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Student Well-Being Opinion

Sparking Empathy: I Used to Think ... But Now I Know ...

April 23, 2019 4 min read

Editor’s note (6/11/19): The National Network of State Teachers of the Year, the organization whose members write for the Teacher-Leader Voices blog, has a financial relationship with Empatico that was not disclosed prior to this post’s publishing. For more information, see this note to readers.


My Empatico partner teacher and I were excited to do our “classroom reveals,” where our students would follow clues to discover where our new class buddies live. My partner teacher in Memphis gave her class tiny cacti and rebus clues to find we live in Surprise, Arizona. I gave my class geographic and musical clues to learn they live in Memphis, Tennesee.

Anticipation built as we connected for the first time online. We enjoyed asking each other questions like what kind of music we like (hip-hop, pop, and country), what sports we enjoy (a lot of football lovers, especially, and oddly an abundance of Cowboys fans in both classes), how we get to school (drive, walk, and ride bikes), etc. The highlight of our first interaction was Kianna, in Tennessee, leading both classes in singing “Happy Birthday” to my Kihanna, in Arizona! Sweet, shy Kihanna bloomed, and it was a very special moment for all of us.

After our connection, my class reflected, using the sentence stem I used to think ... but now I know. ... We had some great reflections about the similarities and differences found in our geographical and school settings.


  • “I used to think they’d have accents, but now I know they sound just like us.”


  • “I used to think all kids were the same, but now I’m learning we all share some similarities and differences.”


  • “I used to think this was weird, but now I know this is fun.”

Some reflections went deep.


  • “I used to think I didn’t have much in common, but now I know I have much more in common than I think.”


  • “I used to think communication was just talking, but now I know it’s listening, thinking, looking, and caring.”


  • “I used to think that different people should not be friends, but now I know it does not matter.

When my partner teacher and I debriefed and reflected on our lesson and exchange, I learned that our partner class watched videos of our beautiful city of Surprise as part of their reveal. I was shocked to learn that the videos did not reflect my student population at all! The students in Memphis were expecting a mostly white class population based on videos of the city. They were surprised to see the diversity in my classroom when they “met” for the first time.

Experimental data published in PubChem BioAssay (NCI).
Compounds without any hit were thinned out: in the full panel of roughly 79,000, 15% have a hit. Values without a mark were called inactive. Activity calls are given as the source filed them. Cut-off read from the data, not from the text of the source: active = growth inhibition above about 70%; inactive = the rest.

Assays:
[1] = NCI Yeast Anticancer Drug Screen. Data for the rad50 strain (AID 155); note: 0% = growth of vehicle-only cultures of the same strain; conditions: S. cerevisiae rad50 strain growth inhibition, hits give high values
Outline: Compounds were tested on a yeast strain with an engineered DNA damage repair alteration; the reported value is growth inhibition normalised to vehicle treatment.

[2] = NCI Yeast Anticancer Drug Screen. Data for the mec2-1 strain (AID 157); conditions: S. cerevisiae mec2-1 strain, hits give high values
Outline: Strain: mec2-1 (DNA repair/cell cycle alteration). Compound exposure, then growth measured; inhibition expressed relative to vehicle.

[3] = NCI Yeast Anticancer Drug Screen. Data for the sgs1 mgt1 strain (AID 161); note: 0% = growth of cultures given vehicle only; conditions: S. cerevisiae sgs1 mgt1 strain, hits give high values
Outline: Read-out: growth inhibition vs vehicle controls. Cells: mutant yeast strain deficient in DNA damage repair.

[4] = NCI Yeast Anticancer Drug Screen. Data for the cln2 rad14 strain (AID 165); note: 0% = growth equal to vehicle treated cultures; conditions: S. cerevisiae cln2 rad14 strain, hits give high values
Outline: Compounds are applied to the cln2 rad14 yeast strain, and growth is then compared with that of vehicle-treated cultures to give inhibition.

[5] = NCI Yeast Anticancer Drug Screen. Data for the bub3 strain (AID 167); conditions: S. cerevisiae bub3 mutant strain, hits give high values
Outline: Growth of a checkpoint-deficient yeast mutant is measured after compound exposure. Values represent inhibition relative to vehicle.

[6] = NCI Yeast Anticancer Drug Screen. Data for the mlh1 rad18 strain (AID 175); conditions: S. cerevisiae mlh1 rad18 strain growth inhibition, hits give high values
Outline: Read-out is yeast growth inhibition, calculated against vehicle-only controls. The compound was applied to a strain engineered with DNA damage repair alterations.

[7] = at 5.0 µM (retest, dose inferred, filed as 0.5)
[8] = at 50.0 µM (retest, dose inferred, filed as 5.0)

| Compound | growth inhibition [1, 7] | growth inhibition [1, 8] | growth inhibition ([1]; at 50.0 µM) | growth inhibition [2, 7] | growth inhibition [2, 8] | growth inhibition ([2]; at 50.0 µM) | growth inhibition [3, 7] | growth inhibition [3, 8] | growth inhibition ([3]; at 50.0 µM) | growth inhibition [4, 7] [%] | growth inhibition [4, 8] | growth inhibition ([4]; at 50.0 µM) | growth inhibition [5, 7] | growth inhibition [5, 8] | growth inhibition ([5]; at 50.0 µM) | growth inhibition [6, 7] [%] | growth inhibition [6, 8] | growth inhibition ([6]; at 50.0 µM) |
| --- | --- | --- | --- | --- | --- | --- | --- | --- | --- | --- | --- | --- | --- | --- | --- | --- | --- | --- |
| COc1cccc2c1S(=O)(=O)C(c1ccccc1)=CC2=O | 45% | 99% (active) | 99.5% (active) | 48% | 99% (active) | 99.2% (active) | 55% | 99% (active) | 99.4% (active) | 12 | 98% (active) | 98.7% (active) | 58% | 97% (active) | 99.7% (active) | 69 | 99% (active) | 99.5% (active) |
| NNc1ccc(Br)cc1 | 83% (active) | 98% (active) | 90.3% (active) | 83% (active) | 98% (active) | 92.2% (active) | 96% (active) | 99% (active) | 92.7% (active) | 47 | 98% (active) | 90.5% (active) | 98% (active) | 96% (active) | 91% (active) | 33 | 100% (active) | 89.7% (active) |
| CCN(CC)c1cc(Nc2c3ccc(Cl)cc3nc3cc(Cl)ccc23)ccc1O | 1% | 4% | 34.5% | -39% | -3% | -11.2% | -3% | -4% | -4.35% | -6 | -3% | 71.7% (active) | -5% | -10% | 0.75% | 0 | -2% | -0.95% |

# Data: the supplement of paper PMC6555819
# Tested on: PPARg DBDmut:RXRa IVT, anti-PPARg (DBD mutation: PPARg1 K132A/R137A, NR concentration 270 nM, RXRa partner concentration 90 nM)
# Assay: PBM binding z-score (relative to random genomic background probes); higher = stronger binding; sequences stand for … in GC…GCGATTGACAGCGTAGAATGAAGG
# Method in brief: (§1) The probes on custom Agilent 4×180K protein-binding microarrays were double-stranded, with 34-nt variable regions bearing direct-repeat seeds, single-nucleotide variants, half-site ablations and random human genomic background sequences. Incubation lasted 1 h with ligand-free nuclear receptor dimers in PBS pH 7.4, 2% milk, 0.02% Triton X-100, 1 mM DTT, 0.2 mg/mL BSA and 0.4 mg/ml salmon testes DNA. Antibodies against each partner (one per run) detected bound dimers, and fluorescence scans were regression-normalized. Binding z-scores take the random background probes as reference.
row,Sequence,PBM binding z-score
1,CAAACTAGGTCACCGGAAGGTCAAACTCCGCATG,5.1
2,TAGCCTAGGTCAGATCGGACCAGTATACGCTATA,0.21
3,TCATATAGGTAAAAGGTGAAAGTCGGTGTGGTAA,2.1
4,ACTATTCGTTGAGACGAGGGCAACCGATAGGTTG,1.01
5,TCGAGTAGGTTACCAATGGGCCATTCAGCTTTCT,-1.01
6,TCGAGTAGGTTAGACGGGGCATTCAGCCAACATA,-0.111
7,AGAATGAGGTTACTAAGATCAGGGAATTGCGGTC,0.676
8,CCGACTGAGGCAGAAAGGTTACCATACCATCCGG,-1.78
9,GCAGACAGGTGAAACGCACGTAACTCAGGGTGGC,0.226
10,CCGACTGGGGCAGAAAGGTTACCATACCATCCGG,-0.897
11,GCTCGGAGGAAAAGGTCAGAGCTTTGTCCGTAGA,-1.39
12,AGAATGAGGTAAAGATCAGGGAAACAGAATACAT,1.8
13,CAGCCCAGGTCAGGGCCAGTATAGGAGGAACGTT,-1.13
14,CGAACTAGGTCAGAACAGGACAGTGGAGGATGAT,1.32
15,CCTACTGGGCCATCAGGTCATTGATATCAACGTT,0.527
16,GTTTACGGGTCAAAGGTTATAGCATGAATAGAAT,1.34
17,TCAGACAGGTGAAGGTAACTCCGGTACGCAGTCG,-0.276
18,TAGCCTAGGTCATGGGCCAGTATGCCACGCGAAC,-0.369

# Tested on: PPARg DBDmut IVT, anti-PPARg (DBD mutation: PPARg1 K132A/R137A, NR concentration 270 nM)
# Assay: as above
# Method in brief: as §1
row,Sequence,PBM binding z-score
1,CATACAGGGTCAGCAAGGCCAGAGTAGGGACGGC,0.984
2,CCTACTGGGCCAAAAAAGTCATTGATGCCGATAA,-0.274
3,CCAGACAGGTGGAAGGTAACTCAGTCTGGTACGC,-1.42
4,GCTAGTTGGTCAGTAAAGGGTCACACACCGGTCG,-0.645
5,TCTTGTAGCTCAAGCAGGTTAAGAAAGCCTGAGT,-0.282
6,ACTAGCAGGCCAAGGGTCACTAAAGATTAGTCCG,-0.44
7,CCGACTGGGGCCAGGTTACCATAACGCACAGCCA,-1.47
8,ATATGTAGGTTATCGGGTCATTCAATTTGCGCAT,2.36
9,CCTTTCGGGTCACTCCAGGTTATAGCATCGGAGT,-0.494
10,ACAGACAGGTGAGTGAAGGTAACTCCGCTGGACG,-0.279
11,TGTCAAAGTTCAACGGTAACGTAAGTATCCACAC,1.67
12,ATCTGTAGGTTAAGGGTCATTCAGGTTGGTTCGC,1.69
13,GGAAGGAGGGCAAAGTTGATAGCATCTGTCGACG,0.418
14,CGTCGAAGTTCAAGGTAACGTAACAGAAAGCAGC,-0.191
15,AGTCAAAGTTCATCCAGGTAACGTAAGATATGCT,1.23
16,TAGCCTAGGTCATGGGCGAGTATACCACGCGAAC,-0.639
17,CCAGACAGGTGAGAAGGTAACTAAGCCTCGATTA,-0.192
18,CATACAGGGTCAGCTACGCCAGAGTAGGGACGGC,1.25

I used to think my city’s publications reflected my students but now I know they don’t. I also knew I needed to do something about it.

Thanks to Empatico skills lessons, we had been practicing respectful communication in class. So, we invited the mayor of our city to visit our classroom and respectfully informed him of what we’d learned about perceptions of our city. He also expressed shock at the false perception of our city via the videos. We vowed to do something about it together and now we are working with the city’s communications director.

My students had the opportunity to connect in a powerful way with students from a different part of the county. Not only did they shatter some of their misconceptions but they also created an opportunity to use their new skills to engage with community leaders and impact social change.

We’ve interacted with our partner class several more times and found so many things in common: We both use mindfulness in our classes, some of our students believe in UFOs, and many of us love barbeque. I used to think ... sparking empathy meant creating kindness and caring ... but now I know it can mean bringing awareness and making a difference.

What strategies do you use to challenge student misconceptions? Do you provide opportunities for your students to engage with community leaders? Share your experiences in the comments.

Beth Maloney is in her 19th year of teaching and enjoys every minute of her time in her fifth grade classroom in Surprise, Arizona. Beth is a national-board-certified teacher, past-president and co-founder of the Arizona National Board Certified Teachers Network, and a candidate support provider for the Arizona K12 Center, where she coaches and mentors other teachers undergoing the rigorous national-board certification. She is a member of the Arizona TeacherSolutions® Team, a Teacher Champion Fellow, an Empatico Empathy Challenge Fellow, a doctoral candidate, and a blogger for the Stories from School Arizona website. She is honored to be Arizona’s 2014 teacher of the year.

Photo Credits: Beth Maloney

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The opinions expressed in Teacher-Leader Voices are strictly those of the author(s) and do not reflect the opinions or endorsement of Editorial Projects in Education, or any of its publications.

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